The most common suggestion is to move the horse to a cooler climate.  Some horses go back to sweating normally by the next summer, some don't.  There is just no way to predict what will happen until next summer rolls around.  Being that it is manageable, as long as the horse is on a supplement that works for them, they can be ridden normally.  So really, it's not a career ending or inhibiting thing. 

The suggested use of One AC is to do a loading dose of twice a day for three weeks with the horse not being in work during those three weeks.  One AC helps build the dopamine levels back up in the brain of the horse and that is connected to their ability to sweat.  If you work them during the loading three weeks it can hinder the dopamine levels and basically make the horses system take a step back with the build up process.  That is where Klein has been for the past three weeks, hanging out, building up her dopamine levels.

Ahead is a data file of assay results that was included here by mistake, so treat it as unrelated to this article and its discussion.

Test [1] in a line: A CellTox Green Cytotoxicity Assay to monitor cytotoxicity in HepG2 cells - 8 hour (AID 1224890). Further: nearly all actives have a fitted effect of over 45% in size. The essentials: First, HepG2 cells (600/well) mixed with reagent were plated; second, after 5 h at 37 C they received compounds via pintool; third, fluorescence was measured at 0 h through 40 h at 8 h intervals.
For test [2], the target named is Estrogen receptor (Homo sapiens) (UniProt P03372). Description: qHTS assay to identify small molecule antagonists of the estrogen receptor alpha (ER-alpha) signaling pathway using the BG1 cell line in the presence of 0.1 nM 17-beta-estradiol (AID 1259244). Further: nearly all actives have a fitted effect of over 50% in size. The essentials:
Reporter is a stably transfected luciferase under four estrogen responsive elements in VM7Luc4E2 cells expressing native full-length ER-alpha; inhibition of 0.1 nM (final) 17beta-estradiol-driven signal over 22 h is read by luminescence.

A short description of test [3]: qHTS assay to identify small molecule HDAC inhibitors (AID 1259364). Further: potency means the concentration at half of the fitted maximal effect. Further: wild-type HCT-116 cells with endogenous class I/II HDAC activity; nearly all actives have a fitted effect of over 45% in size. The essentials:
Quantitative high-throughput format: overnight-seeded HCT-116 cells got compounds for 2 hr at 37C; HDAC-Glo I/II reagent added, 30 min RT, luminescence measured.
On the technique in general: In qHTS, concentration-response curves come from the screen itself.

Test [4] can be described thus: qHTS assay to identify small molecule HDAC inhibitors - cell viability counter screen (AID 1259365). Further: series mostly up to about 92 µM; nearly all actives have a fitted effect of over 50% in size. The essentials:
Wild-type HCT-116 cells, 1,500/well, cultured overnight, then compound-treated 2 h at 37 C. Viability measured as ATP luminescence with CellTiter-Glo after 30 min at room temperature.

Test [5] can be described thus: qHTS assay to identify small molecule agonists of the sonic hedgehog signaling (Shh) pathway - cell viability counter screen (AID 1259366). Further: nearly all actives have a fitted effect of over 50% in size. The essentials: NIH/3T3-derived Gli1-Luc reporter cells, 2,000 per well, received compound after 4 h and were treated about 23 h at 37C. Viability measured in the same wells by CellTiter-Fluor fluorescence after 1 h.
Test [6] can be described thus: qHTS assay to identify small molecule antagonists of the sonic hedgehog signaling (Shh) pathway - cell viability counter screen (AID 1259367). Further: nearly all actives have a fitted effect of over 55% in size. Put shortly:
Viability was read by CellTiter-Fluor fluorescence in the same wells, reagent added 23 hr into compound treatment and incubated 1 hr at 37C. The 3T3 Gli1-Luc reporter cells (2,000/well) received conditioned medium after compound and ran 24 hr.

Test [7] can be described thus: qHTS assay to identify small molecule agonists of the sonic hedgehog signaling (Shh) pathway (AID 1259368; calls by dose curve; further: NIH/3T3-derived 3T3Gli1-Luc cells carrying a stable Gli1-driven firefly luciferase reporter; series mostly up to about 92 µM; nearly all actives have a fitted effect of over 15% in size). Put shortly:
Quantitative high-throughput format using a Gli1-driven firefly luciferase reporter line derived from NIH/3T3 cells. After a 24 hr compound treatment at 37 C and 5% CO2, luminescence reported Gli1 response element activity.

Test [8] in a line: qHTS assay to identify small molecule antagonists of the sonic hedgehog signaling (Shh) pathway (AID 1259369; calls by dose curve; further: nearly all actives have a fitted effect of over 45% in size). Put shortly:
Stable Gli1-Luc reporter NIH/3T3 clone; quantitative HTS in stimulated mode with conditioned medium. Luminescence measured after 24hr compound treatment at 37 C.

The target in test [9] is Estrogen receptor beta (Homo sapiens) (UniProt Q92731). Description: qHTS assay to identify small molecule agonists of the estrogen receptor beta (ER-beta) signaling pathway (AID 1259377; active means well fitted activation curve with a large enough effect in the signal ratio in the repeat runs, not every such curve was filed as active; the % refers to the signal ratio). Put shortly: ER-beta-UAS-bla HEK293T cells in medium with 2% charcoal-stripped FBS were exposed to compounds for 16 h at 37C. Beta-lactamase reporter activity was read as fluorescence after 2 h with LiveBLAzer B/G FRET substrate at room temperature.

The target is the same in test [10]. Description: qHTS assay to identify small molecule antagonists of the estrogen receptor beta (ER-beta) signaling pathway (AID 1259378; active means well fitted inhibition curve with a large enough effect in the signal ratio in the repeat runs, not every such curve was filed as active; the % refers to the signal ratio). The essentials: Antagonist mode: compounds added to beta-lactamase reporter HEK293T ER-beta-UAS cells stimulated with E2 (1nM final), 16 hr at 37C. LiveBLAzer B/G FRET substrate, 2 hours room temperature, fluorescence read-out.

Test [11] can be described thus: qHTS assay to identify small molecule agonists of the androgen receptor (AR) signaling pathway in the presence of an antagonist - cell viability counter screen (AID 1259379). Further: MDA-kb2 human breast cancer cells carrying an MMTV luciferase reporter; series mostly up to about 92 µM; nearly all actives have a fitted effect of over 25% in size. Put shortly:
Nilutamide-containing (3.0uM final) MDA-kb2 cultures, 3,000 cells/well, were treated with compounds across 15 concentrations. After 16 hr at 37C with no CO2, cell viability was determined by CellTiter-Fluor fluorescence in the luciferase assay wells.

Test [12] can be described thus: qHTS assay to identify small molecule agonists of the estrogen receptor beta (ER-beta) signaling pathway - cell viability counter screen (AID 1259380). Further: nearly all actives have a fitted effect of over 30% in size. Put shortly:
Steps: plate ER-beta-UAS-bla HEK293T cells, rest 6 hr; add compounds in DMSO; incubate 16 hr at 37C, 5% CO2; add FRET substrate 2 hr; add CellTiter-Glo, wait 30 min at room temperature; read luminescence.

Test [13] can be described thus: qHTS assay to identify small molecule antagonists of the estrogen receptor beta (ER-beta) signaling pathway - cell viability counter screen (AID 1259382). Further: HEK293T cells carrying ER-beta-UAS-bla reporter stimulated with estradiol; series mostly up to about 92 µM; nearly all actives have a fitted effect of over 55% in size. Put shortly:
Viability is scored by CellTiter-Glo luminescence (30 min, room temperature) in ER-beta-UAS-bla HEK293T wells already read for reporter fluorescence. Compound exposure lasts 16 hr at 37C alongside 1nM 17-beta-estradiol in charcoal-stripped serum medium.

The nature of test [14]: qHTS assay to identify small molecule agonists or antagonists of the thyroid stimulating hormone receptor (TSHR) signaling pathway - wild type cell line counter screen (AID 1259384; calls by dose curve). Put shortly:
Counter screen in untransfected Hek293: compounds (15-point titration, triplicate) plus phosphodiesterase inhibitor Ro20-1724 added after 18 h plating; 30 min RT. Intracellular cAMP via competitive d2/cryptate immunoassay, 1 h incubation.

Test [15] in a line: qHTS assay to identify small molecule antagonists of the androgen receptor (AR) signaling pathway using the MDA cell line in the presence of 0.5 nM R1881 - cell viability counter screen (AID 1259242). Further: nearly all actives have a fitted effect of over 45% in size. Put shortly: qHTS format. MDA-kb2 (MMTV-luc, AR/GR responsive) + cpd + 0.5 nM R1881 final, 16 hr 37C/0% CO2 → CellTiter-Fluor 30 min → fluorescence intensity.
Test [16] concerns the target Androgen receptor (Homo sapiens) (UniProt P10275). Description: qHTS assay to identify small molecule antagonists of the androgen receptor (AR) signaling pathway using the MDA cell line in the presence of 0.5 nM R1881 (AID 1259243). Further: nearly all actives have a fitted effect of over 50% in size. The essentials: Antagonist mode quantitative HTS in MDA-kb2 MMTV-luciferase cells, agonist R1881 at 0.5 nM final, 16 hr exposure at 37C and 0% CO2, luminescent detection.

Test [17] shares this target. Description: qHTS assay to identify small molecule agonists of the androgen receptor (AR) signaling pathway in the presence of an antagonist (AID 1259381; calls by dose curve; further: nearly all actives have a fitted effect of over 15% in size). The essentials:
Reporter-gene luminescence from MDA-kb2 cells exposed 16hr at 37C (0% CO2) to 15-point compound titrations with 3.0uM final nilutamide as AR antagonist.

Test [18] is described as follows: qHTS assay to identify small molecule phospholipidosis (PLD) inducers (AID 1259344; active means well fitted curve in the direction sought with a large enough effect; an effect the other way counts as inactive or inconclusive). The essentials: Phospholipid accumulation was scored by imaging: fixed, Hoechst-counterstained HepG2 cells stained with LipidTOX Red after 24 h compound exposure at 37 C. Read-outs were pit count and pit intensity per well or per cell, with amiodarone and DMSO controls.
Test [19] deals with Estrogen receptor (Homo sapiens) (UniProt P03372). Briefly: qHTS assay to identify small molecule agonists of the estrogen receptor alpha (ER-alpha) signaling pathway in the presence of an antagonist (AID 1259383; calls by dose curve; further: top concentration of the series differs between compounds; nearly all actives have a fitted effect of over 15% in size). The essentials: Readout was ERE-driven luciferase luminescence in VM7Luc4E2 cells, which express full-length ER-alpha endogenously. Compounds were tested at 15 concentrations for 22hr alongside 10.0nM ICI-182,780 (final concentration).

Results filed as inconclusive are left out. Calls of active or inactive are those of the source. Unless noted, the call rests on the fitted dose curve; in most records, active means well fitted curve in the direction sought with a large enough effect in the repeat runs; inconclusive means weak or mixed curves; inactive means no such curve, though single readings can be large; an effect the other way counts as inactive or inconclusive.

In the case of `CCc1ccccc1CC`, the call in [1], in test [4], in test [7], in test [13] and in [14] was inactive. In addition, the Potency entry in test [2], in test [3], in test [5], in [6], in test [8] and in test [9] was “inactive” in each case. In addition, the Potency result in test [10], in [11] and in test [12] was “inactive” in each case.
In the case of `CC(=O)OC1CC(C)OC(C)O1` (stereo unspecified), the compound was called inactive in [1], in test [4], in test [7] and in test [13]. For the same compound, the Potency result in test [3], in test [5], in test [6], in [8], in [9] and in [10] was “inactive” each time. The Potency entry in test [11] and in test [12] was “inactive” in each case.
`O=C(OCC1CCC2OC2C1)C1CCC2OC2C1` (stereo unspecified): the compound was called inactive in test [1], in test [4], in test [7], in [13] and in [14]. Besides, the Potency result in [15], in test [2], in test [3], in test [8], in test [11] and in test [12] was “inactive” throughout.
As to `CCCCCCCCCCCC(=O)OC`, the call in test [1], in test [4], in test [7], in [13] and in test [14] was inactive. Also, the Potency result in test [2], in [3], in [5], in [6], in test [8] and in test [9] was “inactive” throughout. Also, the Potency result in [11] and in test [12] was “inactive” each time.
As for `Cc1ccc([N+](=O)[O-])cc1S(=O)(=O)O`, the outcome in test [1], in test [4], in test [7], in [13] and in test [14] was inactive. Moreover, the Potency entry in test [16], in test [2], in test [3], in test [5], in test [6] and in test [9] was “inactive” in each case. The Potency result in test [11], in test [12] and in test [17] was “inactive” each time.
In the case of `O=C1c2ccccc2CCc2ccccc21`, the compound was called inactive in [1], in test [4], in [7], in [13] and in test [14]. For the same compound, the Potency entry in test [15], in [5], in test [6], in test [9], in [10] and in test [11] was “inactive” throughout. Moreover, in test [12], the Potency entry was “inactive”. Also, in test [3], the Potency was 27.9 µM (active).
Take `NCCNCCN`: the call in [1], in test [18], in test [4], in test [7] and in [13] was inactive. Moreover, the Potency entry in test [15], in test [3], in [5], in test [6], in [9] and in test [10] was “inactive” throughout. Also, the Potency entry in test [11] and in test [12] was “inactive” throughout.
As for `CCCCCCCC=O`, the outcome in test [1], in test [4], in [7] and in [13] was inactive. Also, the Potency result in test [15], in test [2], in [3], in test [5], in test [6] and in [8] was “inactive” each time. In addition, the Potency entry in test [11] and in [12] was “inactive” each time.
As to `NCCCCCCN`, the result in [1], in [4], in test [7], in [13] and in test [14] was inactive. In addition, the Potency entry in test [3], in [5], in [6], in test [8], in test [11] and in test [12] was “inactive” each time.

I read a lot of reviews, posts, etc... about One AC.  The majority of them saying it worked great, a few saying it didn't help their horses.  There are a couple other supplements out there that are for Anhidrosis (Platinum Refresh, Perspirade, TrueSweat), but down here I have heard nothing but One AC for non-sweaters, so I wanted to try that first but was happy to know that it's not the end all be all and that there are other options just in case.  Luckily, no other option was necessary.  One AC had Klein sweating within a day and a half.